Pope Francis Says Act Like Saint Joseph "....who reacts to fear with the courage to trust in God’s Providence." FULL TEXT + Video


Paul VI Audience Hall - Wednesday, 29 December 2021


Catechesis on Saint Joseph - 5. Saint Joseph, persecuted and courageous migrant

Dear brothers and sisters, good morning!

Today I would like to present Saint Joseph to you as a persecuted and courageous migrant. This is how the Evangelist Matthew describes him. This particular event in the life of Jesus, which also involves Joseph and Mary, is traditionally known as “the flight into Egypt” (cf. Mt 2:13-23).


 The family of Nazareth suffered such humiliation and experienced first-hand the precariousness, fear and pain of having to leave their homeland. Today so many of our brothers and sisters are still forced to experience the same injustice and suffering. The cause is almost always the arrogance and violence of the powerful. This was also the case for Jesus.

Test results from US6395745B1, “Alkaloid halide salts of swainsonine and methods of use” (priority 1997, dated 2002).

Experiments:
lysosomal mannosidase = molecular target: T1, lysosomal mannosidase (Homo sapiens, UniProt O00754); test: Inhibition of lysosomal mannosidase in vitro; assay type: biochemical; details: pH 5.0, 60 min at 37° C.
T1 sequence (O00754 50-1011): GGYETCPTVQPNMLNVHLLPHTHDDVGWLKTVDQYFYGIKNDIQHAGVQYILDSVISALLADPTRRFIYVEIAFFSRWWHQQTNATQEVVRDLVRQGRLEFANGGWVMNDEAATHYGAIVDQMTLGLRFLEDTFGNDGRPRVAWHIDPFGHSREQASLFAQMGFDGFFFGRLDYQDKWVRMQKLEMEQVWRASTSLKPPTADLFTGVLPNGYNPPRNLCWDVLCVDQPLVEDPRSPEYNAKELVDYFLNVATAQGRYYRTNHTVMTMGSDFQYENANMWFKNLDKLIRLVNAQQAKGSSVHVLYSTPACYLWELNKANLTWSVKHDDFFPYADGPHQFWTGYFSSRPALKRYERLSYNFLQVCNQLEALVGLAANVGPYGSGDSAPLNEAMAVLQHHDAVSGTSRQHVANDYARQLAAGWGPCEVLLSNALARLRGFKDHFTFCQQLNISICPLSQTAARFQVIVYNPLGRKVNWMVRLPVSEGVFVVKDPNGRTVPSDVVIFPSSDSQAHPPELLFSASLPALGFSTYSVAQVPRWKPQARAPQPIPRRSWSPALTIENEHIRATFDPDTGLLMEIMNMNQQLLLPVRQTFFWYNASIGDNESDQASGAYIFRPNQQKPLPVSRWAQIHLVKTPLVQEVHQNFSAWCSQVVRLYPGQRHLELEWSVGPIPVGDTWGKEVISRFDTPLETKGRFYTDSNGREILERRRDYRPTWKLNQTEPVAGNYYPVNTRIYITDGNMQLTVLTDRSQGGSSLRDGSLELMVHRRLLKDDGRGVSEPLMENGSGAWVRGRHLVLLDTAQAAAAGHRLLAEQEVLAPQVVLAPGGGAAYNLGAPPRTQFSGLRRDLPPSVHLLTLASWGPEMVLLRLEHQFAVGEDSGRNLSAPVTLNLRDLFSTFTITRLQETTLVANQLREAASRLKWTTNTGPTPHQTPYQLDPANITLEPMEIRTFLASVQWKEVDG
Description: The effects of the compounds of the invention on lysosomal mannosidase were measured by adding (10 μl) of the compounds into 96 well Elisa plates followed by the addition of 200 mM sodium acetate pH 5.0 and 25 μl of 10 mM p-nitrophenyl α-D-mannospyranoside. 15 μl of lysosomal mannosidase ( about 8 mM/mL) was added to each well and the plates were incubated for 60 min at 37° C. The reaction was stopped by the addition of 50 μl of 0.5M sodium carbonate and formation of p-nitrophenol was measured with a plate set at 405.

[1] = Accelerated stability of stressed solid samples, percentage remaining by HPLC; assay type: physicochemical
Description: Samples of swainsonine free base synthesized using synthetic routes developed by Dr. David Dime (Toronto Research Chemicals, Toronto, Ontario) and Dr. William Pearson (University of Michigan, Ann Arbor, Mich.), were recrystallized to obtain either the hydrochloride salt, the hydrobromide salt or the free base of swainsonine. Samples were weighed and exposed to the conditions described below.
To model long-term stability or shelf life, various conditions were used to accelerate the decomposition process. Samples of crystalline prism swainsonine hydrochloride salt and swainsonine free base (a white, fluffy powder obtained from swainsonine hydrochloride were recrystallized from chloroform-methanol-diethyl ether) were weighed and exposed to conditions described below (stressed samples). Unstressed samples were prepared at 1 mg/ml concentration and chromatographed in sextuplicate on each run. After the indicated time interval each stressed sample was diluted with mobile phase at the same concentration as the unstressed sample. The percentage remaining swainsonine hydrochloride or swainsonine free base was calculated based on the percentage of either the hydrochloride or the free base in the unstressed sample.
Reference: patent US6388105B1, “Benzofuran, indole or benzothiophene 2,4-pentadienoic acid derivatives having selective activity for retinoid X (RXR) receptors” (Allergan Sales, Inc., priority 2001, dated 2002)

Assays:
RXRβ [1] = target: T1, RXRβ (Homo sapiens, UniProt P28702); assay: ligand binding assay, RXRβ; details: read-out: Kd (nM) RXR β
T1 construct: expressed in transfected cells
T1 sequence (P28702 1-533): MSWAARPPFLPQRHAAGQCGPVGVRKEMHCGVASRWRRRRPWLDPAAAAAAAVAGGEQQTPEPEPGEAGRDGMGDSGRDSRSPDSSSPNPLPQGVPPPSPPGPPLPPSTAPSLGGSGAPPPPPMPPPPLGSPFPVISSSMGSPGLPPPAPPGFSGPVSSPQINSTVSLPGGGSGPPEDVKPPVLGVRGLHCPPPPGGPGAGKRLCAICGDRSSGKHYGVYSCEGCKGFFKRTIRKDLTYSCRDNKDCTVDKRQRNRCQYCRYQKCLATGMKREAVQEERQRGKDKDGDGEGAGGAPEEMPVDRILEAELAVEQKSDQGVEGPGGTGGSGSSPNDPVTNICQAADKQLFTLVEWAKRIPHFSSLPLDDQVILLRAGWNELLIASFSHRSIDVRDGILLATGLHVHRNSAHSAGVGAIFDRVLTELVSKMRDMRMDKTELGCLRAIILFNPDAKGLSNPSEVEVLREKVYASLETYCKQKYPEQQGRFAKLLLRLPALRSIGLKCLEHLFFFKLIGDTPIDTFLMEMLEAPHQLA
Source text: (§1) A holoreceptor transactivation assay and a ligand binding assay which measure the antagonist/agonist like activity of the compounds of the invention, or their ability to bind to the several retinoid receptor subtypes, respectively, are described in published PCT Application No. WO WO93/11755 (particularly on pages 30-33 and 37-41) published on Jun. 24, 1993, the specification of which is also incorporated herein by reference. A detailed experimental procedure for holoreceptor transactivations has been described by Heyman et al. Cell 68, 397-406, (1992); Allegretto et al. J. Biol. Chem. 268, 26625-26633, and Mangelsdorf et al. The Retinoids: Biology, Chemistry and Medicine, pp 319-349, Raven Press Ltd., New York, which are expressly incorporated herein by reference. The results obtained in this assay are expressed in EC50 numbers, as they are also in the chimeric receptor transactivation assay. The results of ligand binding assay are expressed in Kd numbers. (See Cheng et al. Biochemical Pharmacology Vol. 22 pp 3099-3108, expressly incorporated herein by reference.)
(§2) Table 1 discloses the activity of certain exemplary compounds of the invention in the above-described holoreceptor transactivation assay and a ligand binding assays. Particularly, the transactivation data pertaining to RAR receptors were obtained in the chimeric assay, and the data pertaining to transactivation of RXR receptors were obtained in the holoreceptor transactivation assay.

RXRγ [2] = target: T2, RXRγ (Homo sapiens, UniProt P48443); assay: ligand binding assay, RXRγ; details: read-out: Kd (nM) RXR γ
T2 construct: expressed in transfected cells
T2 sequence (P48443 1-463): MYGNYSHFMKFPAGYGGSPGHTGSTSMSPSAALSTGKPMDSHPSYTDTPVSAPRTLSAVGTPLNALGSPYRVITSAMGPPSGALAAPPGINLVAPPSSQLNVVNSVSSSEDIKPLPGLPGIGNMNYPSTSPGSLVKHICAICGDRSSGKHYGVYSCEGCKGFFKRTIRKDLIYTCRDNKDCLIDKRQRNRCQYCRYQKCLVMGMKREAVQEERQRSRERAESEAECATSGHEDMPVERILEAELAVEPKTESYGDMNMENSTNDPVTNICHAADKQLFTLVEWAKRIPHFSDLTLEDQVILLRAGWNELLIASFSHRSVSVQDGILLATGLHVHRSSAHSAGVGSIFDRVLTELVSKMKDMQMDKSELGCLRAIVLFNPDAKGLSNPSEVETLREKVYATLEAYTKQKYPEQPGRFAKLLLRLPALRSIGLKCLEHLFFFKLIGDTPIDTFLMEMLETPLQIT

King Herod learns from the Magi of the birth of the “King of the Jews”, and the news shocks him. He feels insecure, he feels that his power is threatened. So, he gathers together all the leaders of Jerusalem to find out the place of His birth, and begs the Magi to inform him of the precise details, so that - he says falsely - he too can go and worship him. But when he realised that the Magi had set out in another direction, he conceived a wicked plan: to kill all the children in Bethlehem under the age of two years, which was the period of time, according to the calculations of the Magi, in which Jesus was born.